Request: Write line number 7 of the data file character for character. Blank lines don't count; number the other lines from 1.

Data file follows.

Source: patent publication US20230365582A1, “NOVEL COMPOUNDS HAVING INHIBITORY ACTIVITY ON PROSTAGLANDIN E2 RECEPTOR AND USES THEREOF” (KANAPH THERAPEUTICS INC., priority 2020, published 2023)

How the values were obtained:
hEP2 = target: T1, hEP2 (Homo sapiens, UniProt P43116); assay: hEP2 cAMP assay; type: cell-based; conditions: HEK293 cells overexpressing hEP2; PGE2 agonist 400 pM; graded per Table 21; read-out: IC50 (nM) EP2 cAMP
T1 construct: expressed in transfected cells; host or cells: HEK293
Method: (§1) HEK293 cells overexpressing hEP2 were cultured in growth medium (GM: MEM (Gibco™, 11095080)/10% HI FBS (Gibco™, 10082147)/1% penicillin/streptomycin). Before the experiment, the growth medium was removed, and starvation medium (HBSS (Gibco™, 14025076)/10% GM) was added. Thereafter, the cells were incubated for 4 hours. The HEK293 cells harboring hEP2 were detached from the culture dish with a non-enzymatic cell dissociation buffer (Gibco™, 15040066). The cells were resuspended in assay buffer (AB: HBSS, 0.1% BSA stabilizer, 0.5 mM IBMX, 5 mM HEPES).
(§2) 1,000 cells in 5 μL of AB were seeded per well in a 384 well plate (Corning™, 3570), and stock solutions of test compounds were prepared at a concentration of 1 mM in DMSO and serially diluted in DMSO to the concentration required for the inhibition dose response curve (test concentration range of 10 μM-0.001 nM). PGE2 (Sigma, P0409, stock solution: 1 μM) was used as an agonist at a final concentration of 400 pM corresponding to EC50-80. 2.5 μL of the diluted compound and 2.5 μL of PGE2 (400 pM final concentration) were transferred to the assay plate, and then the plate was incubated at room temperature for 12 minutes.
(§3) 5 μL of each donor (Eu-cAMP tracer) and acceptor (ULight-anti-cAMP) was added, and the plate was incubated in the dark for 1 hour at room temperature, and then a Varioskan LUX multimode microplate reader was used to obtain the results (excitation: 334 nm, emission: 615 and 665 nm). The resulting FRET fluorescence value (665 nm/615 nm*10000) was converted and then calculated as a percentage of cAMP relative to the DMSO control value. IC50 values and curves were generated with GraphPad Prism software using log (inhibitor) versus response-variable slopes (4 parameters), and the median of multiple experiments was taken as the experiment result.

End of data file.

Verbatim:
(§3) 5 μL of each donor (Eu-cAMP tracer) and acceptor (ULight-anti-cAMP) was added, and the plate was incubated in the dark for 1 hour at room temperature, and then a Varioskan LUX multimode microplate reader was used to obtain the results (excitation: 334 nm, emission: 615 and 665 nm). The resulting FRET fluorescence value (665 nm/615 nm*10000) was converted and then calculated as a percentage of cAMP relative to the DMSO control value. IC50 values and curves were generated with GraphPad Prism software using log (inhibitor) versus response-variable slopes (4 parameters), and the median of multiple experiments was taken as the experiment result.